Oral history interview with Joseph M. DeSimone
- 2013-May-01 – 2013-May-02
Joseph DeSimone began his childhood in Norristown, Pennsylvania, one of three children. His father, an Italian immigrant, was a tailor; his mother was an accountant; there was a large Italian extended family. DeSimone attended St. Teresa of Avila Elementary School; when not in school he and friends were outside playing. Education was important in the family. The children attended the Catholic school until about junior high school, when the family moved to Collegeville, Pennsylvania. DeSimone was in gifted classes. High school brought discovery of programming and interest in solar architecture. He had typical science classes and labs, but in summer he was selected for a Lebanon Valley College project. He also attended Ursinus College for math classes, resulting in a scholarship to Ursinus.
At Ursinus, DeSimone felt academically challenged for the first time. He conceived a love for polymers and was recruited by Virginia Polytechnic Institute (Virginia Tech) for graduate school. After his PhD he intended to return to Philadelphia, but University of North Carolina persuaded him to join their faculty. There he began work with supercritical fluids. He published many papers, obtained grants from the National Science Foundation (NSF) and the Office of Naval Research, and was granted tenure early. He became the first Kenan Professor of Chemical Engineering at North Carolina State University, eventually establishing an NSF Science and Technology Center. His next interest was supercritical CO2, with which he replaced water to manufacture surfactants. He won a Presidential Green Chemistry Award; founded dry cleaning soap company, Micell Technologies; and developed dry cleaning equipment. DeSimone found further use for supercritical CO2, producing bioabsorbable stents with Richard Stack, and founding another company, whose stents are in clinical trials around the world. He met Stephen Quake and changed the direction of the STC from CO2 to more microfluidics, inventing “liquid Teflon,” then molds. He and his students invented PRINT (Particle Replication in Non-Wetting Templates), which allowed them to make uniform colloidal particles for the delivery of nucleic acids and medicines, and founded, Liquidia Technologies.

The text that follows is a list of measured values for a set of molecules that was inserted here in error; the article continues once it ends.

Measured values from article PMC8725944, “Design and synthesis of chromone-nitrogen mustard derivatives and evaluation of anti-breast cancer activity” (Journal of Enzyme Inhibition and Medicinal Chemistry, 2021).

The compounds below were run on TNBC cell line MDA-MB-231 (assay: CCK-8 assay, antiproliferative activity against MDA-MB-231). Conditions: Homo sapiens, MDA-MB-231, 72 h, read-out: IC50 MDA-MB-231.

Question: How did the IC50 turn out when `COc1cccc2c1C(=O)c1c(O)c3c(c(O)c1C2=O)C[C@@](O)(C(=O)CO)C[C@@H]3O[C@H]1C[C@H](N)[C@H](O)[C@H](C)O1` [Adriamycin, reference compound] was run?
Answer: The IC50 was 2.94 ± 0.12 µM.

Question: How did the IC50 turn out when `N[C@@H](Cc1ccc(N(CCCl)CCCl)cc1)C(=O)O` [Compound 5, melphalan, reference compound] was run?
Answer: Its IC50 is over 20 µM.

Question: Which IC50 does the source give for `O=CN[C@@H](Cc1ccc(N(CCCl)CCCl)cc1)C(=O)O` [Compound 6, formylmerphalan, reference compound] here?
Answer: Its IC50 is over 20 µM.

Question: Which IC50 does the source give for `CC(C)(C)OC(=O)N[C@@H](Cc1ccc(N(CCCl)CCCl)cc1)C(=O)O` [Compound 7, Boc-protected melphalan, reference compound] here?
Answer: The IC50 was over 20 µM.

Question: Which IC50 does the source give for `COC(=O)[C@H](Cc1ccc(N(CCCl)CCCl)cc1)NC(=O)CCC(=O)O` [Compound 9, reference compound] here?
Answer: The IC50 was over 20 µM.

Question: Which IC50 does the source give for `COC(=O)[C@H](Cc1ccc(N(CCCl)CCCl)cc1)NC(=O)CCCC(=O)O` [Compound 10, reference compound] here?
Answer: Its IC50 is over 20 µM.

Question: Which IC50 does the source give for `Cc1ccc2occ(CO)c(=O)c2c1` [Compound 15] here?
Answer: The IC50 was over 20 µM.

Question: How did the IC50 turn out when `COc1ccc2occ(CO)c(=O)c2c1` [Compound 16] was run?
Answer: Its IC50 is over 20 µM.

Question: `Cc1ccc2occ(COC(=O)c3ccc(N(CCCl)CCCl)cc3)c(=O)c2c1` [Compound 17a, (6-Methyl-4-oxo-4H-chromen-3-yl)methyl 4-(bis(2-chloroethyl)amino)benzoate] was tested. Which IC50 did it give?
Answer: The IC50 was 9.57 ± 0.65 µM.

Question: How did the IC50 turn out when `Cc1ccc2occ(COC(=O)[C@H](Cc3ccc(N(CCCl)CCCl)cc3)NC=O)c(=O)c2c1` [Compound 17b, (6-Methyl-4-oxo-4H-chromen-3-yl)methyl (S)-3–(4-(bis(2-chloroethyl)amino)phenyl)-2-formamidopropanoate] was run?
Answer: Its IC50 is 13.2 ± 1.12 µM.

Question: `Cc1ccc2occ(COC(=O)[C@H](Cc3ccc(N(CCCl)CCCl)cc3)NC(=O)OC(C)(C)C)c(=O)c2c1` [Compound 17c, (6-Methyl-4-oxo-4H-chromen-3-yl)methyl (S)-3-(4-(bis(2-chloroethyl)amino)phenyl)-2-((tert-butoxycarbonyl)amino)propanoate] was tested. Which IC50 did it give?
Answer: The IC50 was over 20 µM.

DeSimone established the Institute for Advanced Materials, Nanoscience, and Technology, increasing knowledge in medicine and energy. Because of PRINT’s nanotechnology DeSimone was asked to establish the Carolina Center for Cancer Nanotechnology Excellence, using funding from the National Cancer Institute. He is affiliated with Memorial Sloan-Kettering Cancer Center. He has been elected to National Academy of Sciences and the National Academy of Engineering. He is now the Director of the Kenan Institute of Private Enterprise at UNC.
DeSimone concludes his interview with some general thoughts. He says his wife and son are his present mentors; he credits earlier mentoring and friendship from Chad Mirkin, Robert Langer, and Edward Samulski. He says he is currently working on grants and renewals.
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